ords all works on the runway from 1943 which was the year construction of the main 28/10 runway commenced.

Andyb

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Re: RAF Manston
« Reply #27 on: August 21, 2010, 13:45:42 »
Ive been told that when they renewed part of the runway in the early 70's they built tunnels
with trapdoors that come out underneath the appron so special forces were able to get under
an Aircraft without being seen.
The idea was to divert hijacked flights there.
Dont know how true it is ???

I remember Bowzells the civil engineering firm that was based in upper Walmer, Deal, done a lot of work at Manston in the 70's, I remember seeing plans on an office wall showing detailed work at Manston. They also made very large steel formers for concrete that when bolted together was easily 5m in diameter. Alas that is the extent of my memory. Bowzells also built the new sea wall in Deal.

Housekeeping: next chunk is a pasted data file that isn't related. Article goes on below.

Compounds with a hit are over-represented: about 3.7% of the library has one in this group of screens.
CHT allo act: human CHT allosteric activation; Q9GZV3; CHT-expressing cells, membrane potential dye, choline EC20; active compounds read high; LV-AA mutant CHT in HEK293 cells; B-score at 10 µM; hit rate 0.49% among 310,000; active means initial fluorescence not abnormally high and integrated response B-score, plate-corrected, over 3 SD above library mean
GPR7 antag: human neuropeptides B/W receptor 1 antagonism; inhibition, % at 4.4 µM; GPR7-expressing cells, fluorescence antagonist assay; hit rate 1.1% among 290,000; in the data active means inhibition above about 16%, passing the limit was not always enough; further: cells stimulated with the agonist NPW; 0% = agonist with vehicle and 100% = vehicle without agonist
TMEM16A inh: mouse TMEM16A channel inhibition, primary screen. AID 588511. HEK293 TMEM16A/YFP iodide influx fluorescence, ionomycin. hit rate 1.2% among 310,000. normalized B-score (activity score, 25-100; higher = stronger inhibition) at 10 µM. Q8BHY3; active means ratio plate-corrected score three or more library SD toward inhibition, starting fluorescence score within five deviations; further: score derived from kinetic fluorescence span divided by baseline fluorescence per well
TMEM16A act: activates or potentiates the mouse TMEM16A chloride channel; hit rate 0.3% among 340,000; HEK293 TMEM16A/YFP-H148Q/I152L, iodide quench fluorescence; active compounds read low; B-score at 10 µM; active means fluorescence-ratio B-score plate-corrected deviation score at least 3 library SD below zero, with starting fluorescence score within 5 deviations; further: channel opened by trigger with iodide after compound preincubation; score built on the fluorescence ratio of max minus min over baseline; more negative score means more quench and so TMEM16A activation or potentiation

Andy

DoverDan

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Re: RAF Manston
« Reply #26 on: August 19, 2010, 23:14:33 »
The photo is from a book called 'The Blitz then and now' volume one first edition 1987 ISBN: 0 900913 45 2.
One of the best purchases i've made recently! i got volume two as well which focuses mainly on the London blitz but just as fascinating. Now i just need to track down volume three!! :)

medwayboy

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Re: RAF Manston
« Reply #25 on: August 19, 2010, 23:00:35 »
Great picture Doverdan.....  Where did you get it ??